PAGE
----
All The Birds Singing

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British Books Challenge 2015 – The Round Up

Published January 3, 2016 by bibliobeth

BBC pointed shaded

2015 was my third year of participating in the British Books Challenge and I’m absolutely loving finding new British authors and discovering old ones too. Here’s what I read in 2015, please click on the title to see my review:

The Secret Garden – Frances Hodgson Burnett

The Devil In The Marshalsea – Antonia Hodgson

Under A Mackerel Sky – Rick Stein

A Terribly Strange Bed – Wilkie Collins

Silver Bay – Jojo Moyes

The Miniaturist – Jessie Burton

Five Children and It – E. Nesbit

Elizabeth Is Missing – Emma Healey

Magpies – Lucy Wood

Honeymoon In Paris – Jojo Moyes

The Good Children – Roopa Farooki

Ironheart – Allan Boroughs

The Five Orange Pips – Arthur Conan Doyle

The Murder Bag – Tony Parsons

She Murdered Mortal He – Sarah Hall

Dangerous Boys – Abigail Haas

The Raven’s Head – Karen Maitland

The Long Shadow – Mark Mills

Miss Carter’s War – Sheila Hancock

Keeping Watch Over The Sheep – Jon McGregor

The Archduchess – Daphne du Maurier

The Oversoul – Graham Joyce

Plague Land – S.D. Sykes

A Colder War – Charles Cumming

Flour Babies – Anne Fine

The Summer We All Ran Away – Cassandra Parkin

Cellists – Kazuo Ishiguro

Mrs Hemingway – Naomi Wood

Us – David Nicholls

Gretel And The Dark – Eliza Granville

The Lion, The Witch And The Wardrobe – C.S. Lewis

Frozen Charlotte – Alex Bell

Bloodsport – Tom Cain

The Lemon Grove – Helen Walsh

Kew Gardens – Virginia Woolf

Funny Girl – Nick Hornby

The Velveteen Rabbit – Margery Williams

No Other Darkness (Marnie Rome #2) – Sarah Hilary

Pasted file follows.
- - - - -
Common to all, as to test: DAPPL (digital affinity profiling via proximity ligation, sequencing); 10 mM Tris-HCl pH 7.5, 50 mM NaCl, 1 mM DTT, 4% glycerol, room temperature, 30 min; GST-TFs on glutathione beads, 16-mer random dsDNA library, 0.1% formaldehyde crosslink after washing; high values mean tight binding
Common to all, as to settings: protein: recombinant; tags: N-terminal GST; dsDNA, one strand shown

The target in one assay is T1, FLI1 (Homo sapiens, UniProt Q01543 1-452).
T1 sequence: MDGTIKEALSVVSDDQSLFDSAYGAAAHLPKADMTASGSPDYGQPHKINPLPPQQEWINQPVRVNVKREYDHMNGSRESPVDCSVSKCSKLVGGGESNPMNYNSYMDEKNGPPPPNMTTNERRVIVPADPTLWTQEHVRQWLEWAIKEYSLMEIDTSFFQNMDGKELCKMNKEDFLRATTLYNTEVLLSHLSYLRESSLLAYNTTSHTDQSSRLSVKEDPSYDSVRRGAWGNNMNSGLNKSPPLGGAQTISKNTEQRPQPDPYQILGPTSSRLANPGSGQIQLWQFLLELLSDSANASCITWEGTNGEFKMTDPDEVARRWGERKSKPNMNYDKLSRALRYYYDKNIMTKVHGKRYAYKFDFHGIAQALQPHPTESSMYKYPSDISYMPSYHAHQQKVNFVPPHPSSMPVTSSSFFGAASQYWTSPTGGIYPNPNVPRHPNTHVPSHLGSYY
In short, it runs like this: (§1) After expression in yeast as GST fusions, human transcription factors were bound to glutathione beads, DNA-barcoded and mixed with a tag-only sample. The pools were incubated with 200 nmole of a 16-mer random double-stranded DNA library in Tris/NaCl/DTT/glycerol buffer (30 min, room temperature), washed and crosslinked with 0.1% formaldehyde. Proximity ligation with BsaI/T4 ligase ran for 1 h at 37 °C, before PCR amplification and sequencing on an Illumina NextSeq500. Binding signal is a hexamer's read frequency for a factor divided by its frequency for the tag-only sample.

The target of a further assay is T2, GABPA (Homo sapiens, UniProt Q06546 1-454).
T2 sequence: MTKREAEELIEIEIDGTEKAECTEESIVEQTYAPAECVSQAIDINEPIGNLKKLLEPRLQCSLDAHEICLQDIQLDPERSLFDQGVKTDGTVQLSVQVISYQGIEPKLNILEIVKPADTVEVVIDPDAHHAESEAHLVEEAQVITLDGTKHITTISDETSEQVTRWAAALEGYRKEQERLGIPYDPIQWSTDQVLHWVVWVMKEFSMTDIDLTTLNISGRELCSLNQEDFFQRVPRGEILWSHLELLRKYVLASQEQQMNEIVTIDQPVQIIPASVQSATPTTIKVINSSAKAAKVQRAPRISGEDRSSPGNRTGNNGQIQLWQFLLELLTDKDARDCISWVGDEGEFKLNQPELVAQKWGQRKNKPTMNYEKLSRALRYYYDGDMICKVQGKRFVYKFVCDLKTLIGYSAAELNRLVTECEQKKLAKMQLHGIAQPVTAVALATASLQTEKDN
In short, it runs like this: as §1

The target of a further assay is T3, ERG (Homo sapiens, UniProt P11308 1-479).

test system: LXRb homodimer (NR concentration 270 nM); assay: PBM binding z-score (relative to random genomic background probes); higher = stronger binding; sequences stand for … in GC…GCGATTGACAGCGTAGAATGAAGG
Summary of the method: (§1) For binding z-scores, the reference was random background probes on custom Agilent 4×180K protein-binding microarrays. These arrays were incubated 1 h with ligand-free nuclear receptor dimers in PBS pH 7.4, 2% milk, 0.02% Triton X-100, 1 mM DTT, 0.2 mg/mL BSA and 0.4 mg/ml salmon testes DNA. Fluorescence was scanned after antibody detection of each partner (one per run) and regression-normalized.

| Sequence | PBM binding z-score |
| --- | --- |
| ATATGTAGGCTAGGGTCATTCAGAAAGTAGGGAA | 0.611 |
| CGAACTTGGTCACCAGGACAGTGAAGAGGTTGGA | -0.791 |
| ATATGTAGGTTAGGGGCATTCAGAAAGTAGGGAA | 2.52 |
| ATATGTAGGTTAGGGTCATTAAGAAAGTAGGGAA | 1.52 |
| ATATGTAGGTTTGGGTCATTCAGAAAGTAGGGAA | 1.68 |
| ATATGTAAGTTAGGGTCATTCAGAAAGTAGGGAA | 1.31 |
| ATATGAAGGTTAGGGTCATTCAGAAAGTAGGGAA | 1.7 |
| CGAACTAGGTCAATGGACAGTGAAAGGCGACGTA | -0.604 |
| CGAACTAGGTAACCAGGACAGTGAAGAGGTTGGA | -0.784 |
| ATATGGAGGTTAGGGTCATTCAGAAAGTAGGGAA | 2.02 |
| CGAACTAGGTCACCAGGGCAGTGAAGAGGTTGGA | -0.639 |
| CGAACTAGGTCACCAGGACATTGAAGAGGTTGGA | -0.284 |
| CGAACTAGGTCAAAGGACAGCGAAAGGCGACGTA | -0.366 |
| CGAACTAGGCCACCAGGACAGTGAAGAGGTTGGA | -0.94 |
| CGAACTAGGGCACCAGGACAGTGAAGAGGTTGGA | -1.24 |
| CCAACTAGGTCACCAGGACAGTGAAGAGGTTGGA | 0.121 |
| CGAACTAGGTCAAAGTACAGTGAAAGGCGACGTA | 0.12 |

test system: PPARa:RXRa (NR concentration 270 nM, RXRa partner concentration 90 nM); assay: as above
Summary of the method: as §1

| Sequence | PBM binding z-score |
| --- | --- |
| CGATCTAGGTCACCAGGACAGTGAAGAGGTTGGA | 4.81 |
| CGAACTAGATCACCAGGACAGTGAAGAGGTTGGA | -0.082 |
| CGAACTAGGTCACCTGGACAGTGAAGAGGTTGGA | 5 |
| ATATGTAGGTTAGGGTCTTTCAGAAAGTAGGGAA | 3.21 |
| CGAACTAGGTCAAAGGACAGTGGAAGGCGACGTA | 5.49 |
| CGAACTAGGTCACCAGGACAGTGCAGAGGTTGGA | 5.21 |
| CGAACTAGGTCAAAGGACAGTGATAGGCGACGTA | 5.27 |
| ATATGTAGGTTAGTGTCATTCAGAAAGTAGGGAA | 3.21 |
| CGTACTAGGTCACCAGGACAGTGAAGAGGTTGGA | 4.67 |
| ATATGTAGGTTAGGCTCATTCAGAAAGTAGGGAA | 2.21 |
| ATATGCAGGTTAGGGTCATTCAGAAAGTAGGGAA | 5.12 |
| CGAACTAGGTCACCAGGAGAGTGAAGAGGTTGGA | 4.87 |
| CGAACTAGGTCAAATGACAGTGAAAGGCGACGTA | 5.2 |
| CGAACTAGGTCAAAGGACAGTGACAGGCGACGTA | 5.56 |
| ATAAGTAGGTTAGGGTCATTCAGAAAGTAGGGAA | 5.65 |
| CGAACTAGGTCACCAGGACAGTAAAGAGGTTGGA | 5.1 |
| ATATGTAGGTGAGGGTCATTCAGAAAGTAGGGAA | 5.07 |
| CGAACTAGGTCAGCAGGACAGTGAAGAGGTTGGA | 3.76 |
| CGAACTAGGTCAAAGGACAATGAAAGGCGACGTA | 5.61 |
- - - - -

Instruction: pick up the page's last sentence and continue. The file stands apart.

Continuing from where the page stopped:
The Giant’s Boneyard – Lucy Wood

Golden Boy – Abigail Tarttelin

A Want Of Kindness – Joanne Limburg

Gangsta Granny – David Walliams

Half Bad – Sally Green

The Man With The Twisted Lip – Arthur Conan Doyle

I Let You Go – Clare Mackintosh

The NightLong River – Sarah Hall

Knife Edge – Malorie Blackman

This Book Is Gay – James Dawson

She Is Not Invisible – Marcus Sedgwick

The Beloved – Alison Rattle

The Graveyard Book – Neil Gaiman

Airshow – Jon McGregor

The Menace – Daphne du Maurier

A Song For Issy Bradley – Carys Bray

Candia – Graham Joyce

Night Music – JoJo Moyes

Extremes: Life, Death And The Limits Of The Human Body – Kevin Fong

Gingerbread – Robert Dinsdale

The Mistletoe Bride – Kate Mosse

The Taxidermist’s Daughter – Kate Mosse

More Than This – Patrick Ness

Watership Down – Richard Adams

The Rat In The Attic – Brian McGilloway

All The Birds, Singing – Evie Wyld

The Last Wild – Piers Torday

The Dark Wild – Piers Torday

The Wild Beyond – Piers Torday

How To Fly With Broken Wings – Jane Elson

Goodnight Mister Tom – Michelle Magorian

The Bees – Laline Paull

The Ice Twins – S.K. Tremayne

Beachcombing – Lucy Wood

House Of Windows – Alexia Casale

A Man And Two Women – Doris Lessing

The Ask And The Answer – Patrick Ness

The Class That Went Wild – Ruth Thomas

Life After You – Lucie Brownlee

A Wicked Old Woman – Ravinder Randhawa

The Adventure Of The Blue Carbuncle – Arthur Conan Doyle

Vuotjärvi – Sarah Hall

The Well – Catherine Chanter

So by my calculations that makes it 81 books read! Highlights for this year include my continuing love for Patrick Ness, the amazing House of Windows by Alexia Casale which absolutely floored me, the beauty that is Goodnight Mister Tom (why did I wait so long to read that?!) and All The Birds Singing by Evie Wyld which was just gorgeous. Looking forward to reading some more great British books in 2016.

All The Birds Singing – Evie Wyld

Published October 6, 2015 by bibliobeth

17283744What’s it all about?:

Jake Whyte is the sole resident of an old farmhouse on an unnamed British island, a place of ceaseless rains and battering winds. It’s just her, her untamed companion, Dog, and a flock of sheep. Which is how she wanted it to be. But something is coming for the sheep – every few nights it picks one off, leaves it in rags.

It could be anything. There are foxes in the woods, a strange boy and a strange man, rumours of an obscure, formidable beast. And there is Jake’s unknown past, perhaps breaking into the present, a story hidden thousands of miles away and years ago, in a landscape of different colour and sound, a story held in the scars that stripe her back.

All the Birds, Singing tells the life of an outsider. With extreme artistry and empathy, it reveals an existence of diurnal beauty, incremental horrors, stubborn hope and tentative redemption. The result is a novel of indelible emotional force.

What did I think?: